AMD investors are taking heart from CEO Lisa Su’s confidence that the semiconductor company can continue to gain market share in data centers, pitting its Genoa server chip against Intel’s INTC +0.37% (INTC) Sapphire Rapids processor.
Advanced Micro Devices shares are climbing after it reported a 98% fall in quarterly net profit and was unable to provide full-year guidance. It’s not the normal recipe for success but AMD AMD +6.96% is benefiting from being judged against Intel.
“We are expecting a softer first half and then a stronger second half, but we feel very good about our market share position and opportunity to grow with data center,” Su told analysts on Tuesday.
AMD stock was up 3.3% in premarket trading to $77.61.
That progress in data centers helped underpin AMD’s fourth-quarter earnings which narrowly beat consensus expectations, despite weak personal-computer and gaming demand. That came in contrast to Intel, which is slashing executive pay after missing Street expectations last week.
Analysts at KeyBanc said in a research note that data centers are likely to be AMD’s primary driver of growth this year, as they upgraded their target price on the stock to $95 from $80 and kept an Overweight rating on the stock.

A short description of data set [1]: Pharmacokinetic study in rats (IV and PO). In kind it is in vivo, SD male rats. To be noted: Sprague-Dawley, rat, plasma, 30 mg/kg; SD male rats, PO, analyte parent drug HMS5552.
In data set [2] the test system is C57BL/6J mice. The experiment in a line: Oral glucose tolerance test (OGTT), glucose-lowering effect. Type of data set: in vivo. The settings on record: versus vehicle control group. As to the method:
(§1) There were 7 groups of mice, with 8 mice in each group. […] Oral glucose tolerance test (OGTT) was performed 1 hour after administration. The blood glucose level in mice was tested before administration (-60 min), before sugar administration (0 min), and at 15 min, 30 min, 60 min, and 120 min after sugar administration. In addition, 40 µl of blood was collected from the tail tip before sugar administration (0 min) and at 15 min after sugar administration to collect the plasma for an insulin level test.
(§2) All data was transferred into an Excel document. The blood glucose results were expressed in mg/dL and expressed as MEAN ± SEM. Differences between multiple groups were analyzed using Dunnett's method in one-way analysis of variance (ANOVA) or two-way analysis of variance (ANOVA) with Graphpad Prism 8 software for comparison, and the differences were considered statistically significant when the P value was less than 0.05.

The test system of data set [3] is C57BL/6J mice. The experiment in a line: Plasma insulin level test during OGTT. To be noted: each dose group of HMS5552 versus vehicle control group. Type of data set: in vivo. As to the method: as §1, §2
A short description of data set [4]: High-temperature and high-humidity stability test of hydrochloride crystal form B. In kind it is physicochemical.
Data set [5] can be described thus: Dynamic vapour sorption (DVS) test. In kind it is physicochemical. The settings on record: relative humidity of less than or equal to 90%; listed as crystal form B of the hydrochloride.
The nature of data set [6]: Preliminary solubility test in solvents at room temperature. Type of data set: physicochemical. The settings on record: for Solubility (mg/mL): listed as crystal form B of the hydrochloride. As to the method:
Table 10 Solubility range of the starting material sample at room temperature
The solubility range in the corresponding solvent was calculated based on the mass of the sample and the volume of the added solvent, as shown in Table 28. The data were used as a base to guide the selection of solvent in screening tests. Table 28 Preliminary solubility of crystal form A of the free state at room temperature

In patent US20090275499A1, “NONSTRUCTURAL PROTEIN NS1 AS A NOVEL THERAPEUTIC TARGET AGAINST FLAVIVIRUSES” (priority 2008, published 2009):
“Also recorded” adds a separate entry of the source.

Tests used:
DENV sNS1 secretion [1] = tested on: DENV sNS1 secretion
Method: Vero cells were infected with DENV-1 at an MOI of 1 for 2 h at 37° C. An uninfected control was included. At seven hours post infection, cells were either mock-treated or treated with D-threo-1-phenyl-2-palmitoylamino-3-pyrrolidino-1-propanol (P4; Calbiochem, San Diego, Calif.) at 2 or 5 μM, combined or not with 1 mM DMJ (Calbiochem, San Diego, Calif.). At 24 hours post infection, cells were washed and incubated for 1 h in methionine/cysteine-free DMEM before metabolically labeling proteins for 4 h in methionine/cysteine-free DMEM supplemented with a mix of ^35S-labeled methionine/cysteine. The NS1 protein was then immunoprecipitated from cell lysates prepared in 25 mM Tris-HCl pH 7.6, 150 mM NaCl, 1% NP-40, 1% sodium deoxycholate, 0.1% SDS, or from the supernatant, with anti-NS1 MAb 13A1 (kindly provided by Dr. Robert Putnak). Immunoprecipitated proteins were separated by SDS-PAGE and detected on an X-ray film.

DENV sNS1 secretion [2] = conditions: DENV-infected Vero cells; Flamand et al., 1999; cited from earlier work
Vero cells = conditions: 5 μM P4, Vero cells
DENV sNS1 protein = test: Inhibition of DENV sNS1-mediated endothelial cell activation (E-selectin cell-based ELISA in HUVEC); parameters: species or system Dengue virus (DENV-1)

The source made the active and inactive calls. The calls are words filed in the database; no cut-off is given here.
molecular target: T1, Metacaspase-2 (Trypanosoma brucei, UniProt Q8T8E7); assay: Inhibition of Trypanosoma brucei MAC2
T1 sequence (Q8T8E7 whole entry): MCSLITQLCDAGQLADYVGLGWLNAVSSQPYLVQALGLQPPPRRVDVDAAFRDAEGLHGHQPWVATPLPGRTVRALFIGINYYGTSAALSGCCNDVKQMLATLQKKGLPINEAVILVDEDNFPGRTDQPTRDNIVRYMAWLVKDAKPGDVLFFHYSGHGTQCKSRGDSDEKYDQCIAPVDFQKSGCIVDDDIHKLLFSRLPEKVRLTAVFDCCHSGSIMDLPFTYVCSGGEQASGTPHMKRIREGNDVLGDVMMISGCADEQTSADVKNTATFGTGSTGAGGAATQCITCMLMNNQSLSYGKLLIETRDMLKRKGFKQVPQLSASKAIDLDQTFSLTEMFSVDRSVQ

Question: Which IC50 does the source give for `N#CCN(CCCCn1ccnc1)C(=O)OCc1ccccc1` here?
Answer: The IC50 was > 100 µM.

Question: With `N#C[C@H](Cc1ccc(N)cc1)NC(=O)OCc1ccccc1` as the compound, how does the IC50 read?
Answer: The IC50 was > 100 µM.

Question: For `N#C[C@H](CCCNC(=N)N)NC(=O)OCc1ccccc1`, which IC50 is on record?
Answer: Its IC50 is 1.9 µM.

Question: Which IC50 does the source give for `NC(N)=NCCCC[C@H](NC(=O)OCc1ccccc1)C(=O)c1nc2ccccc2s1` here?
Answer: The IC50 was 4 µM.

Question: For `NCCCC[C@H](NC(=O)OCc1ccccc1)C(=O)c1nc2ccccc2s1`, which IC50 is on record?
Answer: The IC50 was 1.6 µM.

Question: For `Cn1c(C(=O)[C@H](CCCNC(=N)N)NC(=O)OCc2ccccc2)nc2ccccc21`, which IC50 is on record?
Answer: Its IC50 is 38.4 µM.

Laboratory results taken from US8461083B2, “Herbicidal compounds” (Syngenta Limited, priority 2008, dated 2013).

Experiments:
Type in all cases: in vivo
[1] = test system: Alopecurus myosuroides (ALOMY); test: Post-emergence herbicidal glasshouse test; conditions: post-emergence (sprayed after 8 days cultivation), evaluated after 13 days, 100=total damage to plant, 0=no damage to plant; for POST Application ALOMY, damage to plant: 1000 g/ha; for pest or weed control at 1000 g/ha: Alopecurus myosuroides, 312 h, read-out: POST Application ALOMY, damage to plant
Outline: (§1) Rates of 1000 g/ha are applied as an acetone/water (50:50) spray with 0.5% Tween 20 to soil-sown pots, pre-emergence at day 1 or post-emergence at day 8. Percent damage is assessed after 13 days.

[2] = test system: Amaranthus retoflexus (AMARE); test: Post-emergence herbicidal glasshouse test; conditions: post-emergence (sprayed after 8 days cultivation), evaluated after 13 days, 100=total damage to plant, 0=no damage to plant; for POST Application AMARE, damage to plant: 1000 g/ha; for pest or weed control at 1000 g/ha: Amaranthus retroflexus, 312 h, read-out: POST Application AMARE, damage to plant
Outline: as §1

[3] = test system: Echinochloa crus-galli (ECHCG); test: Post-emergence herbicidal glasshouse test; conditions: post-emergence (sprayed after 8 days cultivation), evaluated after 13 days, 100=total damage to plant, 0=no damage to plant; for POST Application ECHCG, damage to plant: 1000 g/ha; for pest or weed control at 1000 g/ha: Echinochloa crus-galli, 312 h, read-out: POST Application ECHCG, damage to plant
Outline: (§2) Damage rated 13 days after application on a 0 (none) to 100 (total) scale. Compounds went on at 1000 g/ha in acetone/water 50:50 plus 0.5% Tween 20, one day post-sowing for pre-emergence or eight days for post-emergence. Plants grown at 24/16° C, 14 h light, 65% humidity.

“We see estimates are largely de-risked, with much more favorable risk/reward in the stock, and want to own AMD for the data center growth and share gain story vs. INTC,” KeyBanc’s analysts, led by John Vinh, wrote.
Not all commentators are convinced that AMD can continue to take market share from Intel at the same pace. Oppenheimer OPY –0.70% said in a research note its base case is that AMD will remain “a distant second to Intel” in the core PC and server markets. It also pointed to growing interest in processors from British chip-design specialist Arm—owned by SoftBank Group 9984 +1.79% (JAPAN.9984)—as a reason to stay on the sidelines, keeping a Perform rating on AMD stock.